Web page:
Stokes Farm, New Jersey
$4.50 a pound at various Greenmarket locations
This specimen, raised at the Binaghi family farm some 28 miles from Union Square, is a highly seasonal fruit, bred for a niche market of devotees who demand undiluted tomatoness. It tastes full and sweet, with a peachy texture, and looks ghastly.
There is virtually no limit to how much a New Yorker will pay for a “hot” tomato. At the height of the season, Dean & DeLuca charges $6 a pound for mixed heirlooms; Balducci’s prices go up to $7. Stokes Farm’s $4.50 tag, by no means extravagant, occasionally elicits sticker shock, mostly when a weigh-in of a massive two-pounder reveals that the customer is about to pay $9 for one tomato.
The Striped German’s life is short and uncomplicated. It begins in New Jersey’s Bergen County in mid-April, when the Binaghis plant its seed in their greenhouse. In mid-May, they transfer the eight-inch plant from the greenhouse to the field, where it sits, undisturbed, until the fruit is fully ripe. Some time between August and mid-October, one of the Binaghis will pick the Striped German and pack it into a box for a truck ride into Manhattan, where it will wind up on a Greenmarket stand or on the menu of a restaurant like the Upper West Side’s Telepan.
By definition, an heirloom comes from a pure strain of seed that was never crossbred with any other variety. As students of Europe’s great monarchies know very well, two side effects of purity are homeliness and frailty. The fruit bruises so easily that a third of the crop may get lost on the way to the Greenmarket. Once there, the tomatoes’ bottoms often turn to pulp from the shoppers’ simply hefting them and setting them back down. Even the intact Striped German’s life span is short: After two or three days, its skin will sag and the flesh will turn gelatinous. Refrigeration, of course, is anathema. It kills the taste.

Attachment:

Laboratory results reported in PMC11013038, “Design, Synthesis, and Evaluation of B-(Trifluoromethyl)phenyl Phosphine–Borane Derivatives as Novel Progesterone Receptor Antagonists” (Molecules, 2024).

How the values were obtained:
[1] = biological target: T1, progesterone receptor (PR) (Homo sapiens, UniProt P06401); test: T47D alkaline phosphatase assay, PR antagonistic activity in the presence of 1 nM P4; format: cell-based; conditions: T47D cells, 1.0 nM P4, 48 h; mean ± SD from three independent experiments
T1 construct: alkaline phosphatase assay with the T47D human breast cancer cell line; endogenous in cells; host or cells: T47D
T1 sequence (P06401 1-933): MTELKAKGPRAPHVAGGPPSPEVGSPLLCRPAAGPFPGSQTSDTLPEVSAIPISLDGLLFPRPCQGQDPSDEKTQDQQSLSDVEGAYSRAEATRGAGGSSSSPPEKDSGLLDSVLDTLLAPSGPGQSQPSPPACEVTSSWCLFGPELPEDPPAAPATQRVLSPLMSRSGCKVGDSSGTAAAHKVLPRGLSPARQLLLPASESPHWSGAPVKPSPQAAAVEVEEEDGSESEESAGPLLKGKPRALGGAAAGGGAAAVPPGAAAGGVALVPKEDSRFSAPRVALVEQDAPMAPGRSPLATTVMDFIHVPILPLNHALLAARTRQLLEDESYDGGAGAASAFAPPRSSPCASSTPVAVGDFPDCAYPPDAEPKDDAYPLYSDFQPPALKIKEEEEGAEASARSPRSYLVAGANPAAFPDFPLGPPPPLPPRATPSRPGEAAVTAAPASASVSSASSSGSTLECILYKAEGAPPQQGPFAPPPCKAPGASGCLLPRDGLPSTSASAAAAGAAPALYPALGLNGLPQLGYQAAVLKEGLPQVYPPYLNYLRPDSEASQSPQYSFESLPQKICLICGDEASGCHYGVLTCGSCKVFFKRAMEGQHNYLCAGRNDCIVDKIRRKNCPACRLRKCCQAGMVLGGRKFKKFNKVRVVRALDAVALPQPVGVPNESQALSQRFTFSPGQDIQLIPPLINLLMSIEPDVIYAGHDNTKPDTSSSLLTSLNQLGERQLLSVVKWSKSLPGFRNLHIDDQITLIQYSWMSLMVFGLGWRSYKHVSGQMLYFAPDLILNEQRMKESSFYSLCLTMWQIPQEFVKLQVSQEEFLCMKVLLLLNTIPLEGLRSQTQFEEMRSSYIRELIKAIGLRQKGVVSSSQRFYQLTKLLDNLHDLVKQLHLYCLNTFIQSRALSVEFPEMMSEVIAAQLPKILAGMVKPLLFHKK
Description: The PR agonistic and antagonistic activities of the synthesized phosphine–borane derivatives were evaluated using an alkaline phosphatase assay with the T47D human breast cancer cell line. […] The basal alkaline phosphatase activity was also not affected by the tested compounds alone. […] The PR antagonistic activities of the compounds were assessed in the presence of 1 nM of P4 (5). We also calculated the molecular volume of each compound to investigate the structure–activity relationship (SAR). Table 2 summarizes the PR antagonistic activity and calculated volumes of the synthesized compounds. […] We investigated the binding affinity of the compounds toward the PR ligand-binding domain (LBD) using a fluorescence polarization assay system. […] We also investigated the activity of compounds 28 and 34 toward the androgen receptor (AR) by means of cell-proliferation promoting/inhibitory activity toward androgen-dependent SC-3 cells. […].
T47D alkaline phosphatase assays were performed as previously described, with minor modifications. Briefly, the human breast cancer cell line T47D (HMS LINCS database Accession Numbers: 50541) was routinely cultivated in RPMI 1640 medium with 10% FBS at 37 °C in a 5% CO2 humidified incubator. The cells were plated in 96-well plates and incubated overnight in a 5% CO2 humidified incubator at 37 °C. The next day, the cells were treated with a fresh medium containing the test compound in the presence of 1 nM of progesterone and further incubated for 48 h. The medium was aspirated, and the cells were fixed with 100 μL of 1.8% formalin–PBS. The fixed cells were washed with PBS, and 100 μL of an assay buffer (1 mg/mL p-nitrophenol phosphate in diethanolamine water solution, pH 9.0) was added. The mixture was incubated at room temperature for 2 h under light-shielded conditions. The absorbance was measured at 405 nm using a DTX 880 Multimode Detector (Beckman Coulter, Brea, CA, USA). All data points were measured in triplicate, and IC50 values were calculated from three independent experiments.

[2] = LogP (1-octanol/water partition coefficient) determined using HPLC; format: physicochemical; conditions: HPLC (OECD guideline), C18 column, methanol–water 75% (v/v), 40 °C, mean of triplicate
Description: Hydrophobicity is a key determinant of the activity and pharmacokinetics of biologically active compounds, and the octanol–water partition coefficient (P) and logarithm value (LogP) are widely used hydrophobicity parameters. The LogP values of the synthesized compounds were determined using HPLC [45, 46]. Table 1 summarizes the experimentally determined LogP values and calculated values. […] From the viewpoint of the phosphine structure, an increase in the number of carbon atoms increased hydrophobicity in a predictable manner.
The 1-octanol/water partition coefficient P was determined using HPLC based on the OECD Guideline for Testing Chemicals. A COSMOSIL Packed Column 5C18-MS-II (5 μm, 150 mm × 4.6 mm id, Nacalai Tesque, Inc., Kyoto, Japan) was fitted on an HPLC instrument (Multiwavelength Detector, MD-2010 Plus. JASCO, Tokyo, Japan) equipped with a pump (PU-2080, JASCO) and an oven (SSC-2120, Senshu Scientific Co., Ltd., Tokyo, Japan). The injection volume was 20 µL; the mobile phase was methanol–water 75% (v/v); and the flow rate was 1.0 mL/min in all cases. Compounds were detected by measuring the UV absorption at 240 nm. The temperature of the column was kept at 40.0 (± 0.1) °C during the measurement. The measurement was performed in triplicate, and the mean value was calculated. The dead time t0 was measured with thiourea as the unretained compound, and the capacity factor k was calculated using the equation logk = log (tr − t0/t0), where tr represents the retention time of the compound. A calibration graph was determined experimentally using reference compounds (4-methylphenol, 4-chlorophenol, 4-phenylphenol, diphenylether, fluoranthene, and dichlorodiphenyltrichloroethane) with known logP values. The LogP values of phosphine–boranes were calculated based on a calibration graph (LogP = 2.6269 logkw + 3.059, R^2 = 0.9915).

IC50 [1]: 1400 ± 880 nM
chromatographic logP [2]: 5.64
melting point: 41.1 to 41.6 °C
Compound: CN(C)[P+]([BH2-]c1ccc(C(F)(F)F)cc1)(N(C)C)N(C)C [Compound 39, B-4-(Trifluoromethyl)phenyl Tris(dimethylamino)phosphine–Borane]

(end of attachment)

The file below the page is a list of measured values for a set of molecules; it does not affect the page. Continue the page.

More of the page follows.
Hybrid Round Red
Pacific Tomato Growers, Florida
99 cents a pound at Key Food, others
A product of multimillion-dollar research and development, this tomato was bred on a 17,000-acre Pacific Tomato Growers megafarm in Florida and can be found nationwide, year-round, packaged in cellophane in any mid-level supermarket chain, diced in a Taco Bell taco, or somewhat pointlessly decorating a hamburger. Bred for appearance and consistency, this specimen looks like the Platonic ideal of a tomato (the strict standards of the Florida Tomato Committee govern its appearance), but tastes as though its flavor has been leached out and stored somewhere else.
Red’s growth was tightly controlled every step of the way; elements had little opportunity to leave an imprint on it. The seed has been crossbred with other varieties to stave off an array of tomato ailments with names like Fusarium wilt, gray leaf spot, and Alternaria stem canker. The grower adjusts the soil’s pH, adds nitrogen, phosphorus, and potassium, and fumigates the plant with pesticide to ward off various insect nemeses.
To simplify packing, the tomato is plucked from the vine before it’s ripe, at a stage called “mature green”—fully grown but with the texture closer to an apple—and emptied into a vast “gondola” for washing and sorting. From there, the tomato heads by truck to a packing plant, where it receives a disinfecting chlorinated bath, a cooldown (a mature green tomato can chill for two weeks at 58 degrees Fahrenheit without any noticeable consequences), and a stay in the ripening room, a chamber filled with ethylene, which turns tomatoes the desired sunset shade.
Finally, Red is sorted for size, eyeballed for imperfections, slicked with food-grade vegetable wax (making it glossy and impervious to the bumpy ride ahead), and piled into a 25-pound ventilated carton. After a two-day, 1,250-mile journey, it arrives at a New York supermarket, where it can sit for a week without any change in texture or taste, such as it is.